I went back to Naoshima again in September, staying at the Benesse Art Site. There are a number of installations in the town and a couple of spectacular buildings by Tadao Ando. The view of the Seto Inland Sea makes it even more beautiful. This time, however, what really caught my attention was the works by James Turrell. He makes large rooms and space where light itself becomes the object. You actually step inside his art. It cannot be described, it has to be experienced. He notes that he works with frequencies of light that resonate, based on distance to the wall ahead of you. In other words, what you see is what your brain creates out of the visual stimula. Leave it to your mind to appreciate the rest.
Open Sky (2004，Naoshima) can be viewed at anytime, but a special sunset viewing, Night Program, is also available.
Turrell's works defy the accelerated habits of people especially when looking at art. He feels that viewers spend so little time with the art that it makes it hard to appreciate.(Quote from Artinfo)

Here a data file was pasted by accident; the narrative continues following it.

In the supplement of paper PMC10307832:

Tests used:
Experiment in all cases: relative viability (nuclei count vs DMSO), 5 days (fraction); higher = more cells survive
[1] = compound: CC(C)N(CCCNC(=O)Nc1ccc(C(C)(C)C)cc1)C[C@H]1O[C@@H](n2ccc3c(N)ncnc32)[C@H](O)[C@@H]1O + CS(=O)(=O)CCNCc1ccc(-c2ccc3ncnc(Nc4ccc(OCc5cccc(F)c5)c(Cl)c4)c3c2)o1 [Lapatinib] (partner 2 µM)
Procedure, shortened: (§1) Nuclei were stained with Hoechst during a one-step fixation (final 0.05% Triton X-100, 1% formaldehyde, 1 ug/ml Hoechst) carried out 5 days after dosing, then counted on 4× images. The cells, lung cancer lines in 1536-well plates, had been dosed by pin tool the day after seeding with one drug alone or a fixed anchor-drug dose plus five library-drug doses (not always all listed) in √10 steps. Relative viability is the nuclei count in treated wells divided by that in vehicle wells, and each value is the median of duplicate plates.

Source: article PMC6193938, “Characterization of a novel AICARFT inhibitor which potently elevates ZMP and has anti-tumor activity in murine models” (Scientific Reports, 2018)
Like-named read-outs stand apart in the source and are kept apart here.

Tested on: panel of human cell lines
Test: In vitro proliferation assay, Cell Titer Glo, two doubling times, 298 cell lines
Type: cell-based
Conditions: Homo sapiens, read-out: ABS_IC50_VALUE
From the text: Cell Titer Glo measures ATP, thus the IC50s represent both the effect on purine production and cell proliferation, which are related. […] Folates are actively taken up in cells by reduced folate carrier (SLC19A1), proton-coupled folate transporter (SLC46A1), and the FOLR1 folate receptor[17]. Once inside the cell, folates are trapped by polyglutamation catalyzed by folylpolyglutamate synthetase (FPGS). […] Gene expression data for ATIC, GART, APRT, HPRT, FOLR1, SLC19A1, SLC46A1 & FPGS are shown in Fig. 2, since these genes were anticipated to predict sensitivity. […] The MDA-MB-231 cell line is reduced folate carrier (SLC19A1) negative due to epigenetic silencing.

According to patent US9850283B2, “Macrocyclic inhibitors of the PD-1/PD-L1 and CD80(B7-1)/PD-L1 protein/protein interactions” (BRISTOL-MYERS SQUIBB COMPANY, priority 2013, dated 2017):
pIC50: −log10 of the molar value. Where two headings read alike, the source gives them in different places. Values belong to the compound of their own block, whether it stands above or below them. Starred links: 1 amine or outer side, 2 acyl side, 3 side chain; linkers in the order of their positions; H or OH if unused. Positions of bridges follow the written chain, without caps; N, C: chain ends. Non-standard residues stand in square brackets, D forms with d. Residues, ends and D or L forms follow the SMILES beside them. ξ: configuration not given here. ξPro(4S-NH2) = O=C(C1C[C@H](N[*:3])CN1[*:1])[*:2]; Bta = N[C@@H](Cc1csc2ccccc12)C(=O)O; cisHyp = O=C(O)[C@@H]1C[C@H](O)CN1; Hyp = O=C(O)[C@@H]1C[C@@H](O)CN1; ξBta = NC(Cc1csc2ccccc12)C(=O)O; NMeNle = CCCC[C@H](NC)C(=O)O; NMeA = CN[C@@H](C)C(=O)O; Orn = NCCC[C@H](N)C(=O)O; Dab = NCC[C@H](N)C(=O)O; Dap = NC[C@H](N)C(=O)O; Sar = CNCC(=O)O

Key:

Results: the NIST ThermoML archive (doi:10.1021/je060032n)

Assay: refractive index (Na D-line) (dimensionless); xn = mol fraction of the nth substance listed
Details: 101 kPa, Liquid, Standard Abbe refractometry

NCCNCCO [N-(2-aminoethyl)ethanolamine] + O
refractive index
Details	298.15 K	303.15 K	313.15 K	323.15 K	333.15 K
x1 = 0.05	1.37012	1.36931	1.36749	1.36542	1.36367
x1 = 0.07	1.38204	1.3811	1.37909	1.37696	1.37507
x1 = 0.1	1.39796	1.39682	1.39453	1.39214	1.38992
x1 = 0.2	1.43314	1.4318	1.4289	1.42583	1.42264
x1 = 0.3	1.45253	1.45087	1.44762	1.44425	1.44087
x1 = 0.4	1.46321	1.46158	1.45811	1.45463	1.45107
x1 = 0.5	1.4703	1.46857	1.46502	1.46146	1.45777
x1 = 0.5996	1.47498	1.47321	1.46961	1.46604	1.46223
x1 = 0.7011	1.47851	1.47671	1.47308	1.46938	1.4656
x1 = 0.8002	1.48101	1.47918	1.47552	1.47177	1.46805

"I feel my work is made for one being, one individual. You could say that's me, but that's not really true. It's for an idealized viewer. Sometimes I'm kind of cranky coming to see something. I saw the Mona Lisa when it was in L.A., saw it for 13 seconds and had to move on. But, you know, there's this slow-food movement right now. Maybe we could also have a slow-art movement, and take an hour."
PBS Special Art21 website: Spirituality
I can't find any video that really does his works at Naoshima justice, but a similar room where you can watch the sky both above and below can be found here (with interview):
This is in German with English subtitles:
(3 bottom photos from Yoji Kinoshita's blog)